Mi addormento facilmente. – I fall asleep easily
A past tense: imperfetto
Mi addormentavo facilmente quando avevo 10 anni. – When I was 10 years old I would fall asleep easily.
A future tense: futuro semplice
Non ti preoccupare, mi addormenterò facilmente. – Don’t worry, I’ll fall asleep easily.
As you probably know, compound tenses require the use of two verbs. The first of them is “essere” or “avere” as an auxiliary (helping) verb and the second one is the verb you want to use. Reflexive verbs in a vast majority of cases require the use of “essere”. This means that the other verb needs to be in agreement with the gender and the number of the subject. This is how reflexive pronouns look like when used in compound tenses in practice:
A past tense: passato prossimo
Mi sono addormentato/a – I fell asleep
A past tense: trapassato prossimo
Mi ero addormentato/a due ore prima – I had fallen asleep two hours earlier
A future tense: future anteriore
Mi sarò addormentato/a a mezzanotte – I will have been asleep by midnight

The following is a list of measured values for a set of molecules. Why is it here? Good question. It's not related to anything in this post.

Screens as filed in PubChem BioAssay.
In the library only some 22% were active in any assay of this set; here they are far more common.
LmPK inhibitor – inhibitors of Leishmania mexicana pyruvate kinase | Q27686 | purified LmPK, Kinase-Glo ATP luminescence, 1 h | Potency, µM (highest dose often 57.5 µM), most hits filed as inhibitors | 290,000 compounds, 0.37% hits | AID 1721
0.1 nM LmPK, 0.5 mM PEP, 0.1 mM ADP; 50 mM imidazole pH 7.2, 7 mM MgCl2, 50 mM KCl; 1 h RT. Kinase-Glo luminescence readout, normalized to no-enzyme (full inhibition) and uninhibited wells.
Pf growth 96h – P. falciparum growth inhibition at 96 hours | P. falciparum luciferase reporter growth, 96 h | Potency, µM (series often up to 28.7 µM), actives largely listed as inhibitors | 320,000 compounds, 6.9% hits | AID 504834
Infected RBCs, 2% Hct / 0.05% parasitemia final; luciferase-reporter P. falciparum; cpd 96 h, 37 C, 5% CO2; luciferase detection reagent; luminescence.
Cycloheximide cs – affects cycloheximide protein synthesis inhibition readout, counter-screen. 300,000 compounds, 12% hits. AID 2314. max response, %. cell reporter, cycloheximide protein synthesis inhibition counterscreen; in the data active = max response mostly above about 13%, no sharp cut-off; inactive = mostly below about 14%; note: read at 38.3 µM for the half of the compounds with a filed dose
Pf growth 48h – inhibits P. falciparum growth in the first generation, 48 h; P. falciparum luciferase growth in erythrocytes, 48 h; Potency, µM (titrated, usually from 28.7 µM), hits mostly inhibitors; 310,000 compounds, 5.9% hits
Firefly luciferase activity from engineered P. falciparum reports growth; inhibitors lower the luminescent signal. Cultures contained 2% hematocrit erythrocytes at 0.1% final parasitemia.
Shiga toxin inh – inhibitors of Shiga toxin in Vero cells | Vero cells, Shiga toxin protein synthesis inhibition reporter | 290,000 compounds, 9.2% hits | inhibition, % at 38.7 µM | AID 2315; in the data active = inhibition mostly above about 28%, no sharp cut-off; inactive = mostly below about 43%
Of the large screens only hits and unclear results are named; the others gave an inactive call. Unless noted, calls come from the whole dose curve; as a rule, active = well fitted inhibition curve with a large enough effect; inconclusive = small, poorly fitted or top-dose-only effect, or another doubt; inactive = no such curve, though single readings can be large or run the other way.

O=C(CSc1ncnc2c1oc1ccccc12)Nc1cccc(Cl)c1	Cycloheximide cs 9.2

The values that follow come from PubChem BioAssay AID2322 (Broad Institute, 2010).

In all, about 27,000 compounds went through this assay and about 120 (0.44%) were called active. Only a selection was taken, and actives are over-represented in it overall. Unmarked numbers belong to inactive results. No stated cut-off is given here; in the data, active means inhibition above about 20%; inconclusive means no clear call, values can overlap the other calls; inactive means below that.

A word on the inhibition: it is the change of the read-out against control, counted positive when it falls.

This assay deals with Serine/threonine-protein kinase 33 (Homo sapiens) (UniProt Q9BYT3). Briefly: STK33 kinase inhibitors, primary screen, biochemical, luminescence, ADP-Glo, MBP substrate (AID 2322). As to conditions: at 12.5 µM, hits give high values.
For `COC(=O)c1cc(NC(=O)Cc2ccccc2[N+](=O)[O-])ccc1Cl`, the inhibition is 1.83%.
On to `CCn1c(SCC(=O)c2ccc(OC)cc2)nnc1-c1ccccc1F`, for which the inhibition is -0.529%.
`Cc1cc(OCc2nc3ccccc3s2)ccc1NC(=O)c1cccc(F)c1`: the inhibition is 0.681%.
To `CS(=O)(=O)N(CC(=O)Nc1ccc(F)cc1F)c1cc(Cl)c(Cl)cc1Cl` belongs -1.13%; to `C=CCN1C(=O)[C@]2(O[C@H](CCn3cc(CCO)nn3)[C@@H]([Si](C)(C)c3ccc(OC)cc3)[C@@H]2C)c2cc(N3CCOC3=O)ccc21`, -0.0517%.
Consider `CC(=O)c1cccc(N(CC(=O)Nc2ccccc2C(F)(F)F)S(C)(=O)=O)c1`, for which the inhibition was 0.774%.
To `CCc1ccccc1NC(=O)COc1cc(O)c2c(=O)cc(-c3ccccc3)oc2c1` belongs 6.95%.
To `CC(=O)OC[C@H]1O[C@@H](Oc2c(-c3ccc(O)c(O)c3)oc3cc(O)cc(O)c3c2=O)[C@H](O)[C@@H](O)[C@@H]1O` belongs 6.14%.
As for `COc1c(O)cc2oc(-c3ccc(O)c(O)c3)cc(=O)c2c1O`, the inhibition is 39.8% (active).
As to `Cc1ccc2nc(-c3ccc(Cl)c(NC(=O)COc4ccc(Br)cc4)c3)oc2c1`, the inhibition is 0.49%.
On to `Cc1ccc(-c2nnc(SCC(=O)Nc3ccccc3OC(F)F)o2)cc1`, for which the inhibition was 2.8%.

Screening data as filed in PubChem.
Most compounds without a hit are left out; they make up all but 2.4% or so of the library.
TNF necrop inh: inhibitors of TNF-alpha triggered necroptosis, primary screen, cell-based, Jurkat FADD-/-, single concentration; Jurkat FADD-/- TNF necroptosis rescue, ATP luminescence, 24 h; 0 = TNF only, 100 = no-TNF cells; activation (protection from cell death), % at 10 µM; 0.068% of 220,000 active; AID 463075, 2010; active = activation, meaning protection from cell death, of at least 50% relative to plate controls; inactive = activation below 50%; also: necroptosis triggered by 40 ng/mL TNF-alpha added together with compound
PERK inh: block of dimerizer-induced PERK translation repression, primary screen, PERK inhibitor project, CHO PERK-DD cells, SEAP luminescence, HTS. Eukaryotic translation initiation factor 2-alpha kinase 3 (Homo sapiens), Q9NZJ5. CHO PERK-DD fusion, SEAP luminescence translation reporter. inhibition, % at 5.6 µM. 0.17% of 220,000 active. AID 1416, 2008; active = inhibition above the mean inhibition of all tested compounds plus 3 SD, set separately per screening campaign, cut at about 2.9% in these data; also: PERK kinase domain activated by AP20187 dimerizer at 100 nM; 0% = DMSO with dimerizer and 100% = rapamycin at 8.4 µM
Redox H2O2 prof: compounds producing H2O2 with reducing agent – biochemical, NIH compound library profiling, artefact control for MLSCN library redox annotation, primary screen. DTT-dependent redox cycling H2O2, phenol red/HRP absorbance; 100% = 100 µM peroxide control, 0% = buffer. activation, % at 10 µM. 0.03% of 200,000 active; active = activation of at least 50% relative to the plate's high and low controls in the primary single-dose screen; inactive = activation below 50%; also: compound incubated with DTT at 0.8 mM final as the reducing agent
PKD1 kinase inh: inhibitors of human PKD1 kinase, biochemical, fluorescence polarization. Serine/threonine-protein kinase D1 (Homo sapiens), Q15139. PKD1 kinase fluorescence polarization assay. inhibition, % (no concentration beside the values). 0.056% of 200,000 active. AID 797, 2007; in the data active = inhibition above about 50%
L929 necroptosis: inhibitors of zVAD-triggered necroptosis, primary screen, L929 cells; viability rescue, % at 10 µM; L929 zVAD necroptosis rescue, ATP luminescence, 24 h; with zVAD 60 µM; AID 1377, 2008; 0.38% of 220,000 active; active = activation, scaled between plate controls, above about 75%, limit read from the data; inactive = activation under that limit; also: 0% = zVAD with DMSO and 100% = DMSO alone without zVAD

As you have learned today, certain Italian pronouns can help you form reflexive verbs. It is not too difficult to learn how to form correct sentences with such pronouns in Italian. The difficulty lies in learning the verbs, as sometimes it will seemingly make no sense to you that they are reflexive. You will overcome this challenge with time and practice.
A great way to practice is by seeing these structures in context. That’s why LingQ makes it easy to find Italian content that is interesting. When you read and listen to lessons on topics you find interesting, the language is learned naturally, much like a child learns. You can learn from news articles, blog posts, song lyrics, Italian recipes, whatever you’re interested in.
Whatever you do, divertiti (enjoy yourself) when studying!
Magdalena Osiejewicz-Cooper has lived in Bologna and Palermo. Apart from Italian she speaks fluent Polish and French. She is currently self-studying Spanish.